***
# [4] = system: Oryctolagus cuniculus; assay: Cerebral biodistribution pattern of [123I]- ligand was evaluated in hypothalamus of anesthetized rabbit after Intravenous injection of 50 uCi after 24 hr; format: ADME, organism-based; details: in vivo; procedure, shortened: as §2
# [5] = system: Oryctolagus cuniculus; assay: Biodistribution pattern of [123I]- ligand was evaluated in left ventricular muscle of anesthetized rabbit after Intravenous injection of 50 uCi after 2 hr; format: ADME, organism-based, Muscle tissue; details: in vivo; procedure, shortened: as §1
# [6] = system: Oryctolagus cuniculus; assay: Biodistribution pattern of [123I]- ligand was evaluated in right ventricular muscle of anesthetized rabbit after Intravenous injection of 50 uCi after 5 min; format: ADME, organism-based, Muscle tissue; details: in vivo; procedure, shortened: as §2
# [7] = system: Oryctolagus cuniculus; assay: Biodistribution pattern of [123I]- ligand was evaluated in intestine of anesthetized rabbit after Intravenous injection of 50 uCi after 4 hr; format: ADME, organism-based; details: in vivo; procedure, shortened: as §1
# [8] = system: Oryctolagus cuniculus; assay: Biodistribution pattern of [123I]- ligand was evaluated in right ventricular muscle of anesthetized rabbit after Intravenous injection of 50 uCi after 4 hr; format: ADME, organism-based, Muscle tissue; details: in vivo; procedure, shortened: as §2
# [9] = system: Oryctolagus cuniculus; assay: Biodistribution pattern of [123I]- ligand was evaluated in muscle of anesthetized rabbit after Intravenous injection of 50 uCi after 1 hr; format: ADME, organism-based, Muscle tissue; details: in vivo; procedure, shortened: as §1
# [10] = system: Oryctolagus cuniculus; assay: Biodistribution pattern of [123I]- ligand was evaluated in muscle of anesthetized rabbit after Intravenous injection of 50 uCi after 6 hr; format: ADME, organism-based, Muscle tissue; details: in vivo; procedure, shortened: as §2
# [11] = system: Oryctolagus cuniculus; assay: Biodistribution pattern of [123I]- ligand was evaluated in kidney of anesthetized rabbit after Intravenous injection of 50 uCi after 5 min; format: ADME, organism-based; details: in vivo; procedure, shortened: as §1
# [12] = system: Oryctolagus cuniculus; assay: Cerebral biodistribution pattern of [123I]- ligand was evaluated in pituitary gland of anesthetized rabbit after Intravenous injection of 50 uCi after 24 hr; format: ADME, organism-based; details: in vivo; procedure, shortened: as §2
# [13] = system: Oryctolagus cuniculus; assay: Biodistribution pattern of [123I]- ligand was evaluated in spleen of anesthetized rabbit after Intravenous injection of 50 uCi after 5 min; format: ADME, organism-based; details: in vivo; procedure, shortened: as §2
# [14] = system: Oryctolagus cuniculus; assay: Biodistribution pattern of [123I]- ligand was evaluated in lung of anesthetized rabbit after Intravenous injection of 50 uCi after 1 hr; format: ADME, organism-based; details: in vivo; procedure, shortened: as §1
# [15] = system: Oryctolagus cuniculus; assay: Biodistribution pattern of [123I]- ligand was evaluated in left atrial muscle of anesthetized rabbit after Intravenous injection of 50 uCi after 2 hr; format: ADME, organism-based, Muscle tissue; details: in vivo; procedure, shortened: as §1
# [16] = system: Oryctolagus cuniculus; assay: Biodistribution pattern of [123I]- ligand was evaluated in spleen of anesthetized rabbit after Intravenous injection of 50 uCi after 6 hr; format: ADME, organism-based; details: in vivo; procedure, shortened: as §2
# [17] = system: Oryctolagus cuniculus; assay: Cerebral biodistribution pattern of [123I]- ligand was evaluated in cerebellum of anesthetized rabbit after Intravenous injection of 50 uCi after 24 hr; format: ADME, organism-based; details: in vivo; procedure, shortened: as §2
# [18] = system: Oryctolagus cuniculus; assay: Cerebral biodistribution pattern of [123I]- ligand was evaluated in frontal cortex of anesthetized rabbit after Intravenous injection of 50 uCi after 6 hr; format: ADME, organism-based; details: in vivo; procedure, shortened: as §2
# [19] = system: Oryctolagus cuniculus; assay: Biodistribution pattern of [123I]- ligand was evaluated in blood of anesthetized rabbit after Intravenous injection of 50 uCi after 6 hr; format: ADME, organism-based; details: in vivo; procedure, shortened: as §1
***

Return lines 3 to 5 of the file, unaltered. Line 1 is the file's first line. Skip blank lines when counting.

# [6] = system: Oryctolagus cuniculus; assay: Biodistribution pattern of [123I]- ligand was evaluated in right ventricular muscle of anesthetized rabbit after Intravenous injection of 50 uCi after 5 min; format: ADME, organism-based, Muscle tissue; details: in vivo; procedure, shortened: as §2
# [7] = system: Oryctolagus cuniculus; assay: Biodistribution pattern of [123I]- ligand was evaluated in intestine of anesthetized rabbit after Intravenous injection of 50 uCi after 4 hr; format: ADME, organism-based; details: in vivo; procedure, shortened: as §1
# [8] = system: Oryctolagus cuniculus; assay: Biodistribution pattern of [123I]- ligand was evaluated in right ventricular muscle of anesthetized rabbit after Intravenous injection of 50 uCi after 4 hr; format: ADME, organism-based, Muscle tissue; details: in vivo; procedure, shortened: as §2